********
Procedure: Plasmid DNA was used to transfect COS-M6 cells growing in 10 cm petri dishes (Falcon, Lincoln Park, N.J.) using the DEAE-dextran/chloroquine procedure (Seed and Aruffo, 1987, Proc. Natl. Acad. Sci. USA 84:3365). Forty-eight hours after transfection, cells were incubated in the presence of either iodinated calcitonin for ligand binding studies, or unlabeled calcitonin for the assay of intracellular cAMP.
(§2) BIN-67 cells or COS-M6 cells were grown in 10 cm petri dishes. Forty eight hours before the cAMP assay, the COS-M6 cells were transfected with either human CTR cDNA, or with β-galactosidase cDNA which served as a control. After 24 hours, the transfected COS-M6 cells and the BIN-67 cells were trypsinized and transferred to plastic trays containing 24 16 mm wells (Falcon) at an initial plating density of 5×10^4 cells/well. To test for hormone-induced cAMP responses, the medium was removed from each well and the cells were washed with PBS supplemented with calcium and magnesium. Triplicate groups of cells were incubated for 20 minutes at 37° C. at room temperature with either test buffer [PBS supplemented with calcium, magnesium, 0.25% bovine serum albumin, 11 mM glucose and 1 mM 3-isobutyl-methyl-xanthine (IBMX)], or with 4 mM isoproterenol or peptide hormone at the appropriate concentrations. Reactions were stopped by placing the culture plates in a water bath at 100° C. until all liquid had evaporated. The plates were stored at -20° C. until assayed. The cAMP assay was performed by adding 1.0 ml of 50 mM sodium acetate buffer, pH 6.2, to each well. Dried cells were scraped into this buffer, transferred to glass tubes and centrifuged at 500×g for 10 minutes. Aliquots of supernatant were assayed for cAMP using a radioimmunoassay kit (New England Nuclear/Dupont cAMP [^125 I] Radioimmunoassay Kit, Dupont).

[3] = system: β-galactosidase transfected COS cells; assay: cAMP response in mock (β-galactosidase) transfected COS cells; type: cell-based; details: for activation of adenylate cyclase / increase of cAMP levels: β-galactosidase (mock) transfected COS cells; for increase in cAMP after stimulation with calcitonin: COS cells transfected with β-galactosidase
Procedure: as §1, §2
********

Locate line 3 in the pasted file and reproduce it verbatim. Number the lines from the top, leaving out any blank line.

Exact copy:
[3] = system: β-galactosidase transfected COS cells; assay: cAMP response in mock (β-galactosidase) transfected COS cells; type: cell-based; details: for activation of adenylate cyclase / increase of cAMP levels: β-galactosidase (mock) transfected COS cells; for increase in cAMP after stimulation with calcitonin: COS cells transfected with β-galactosidase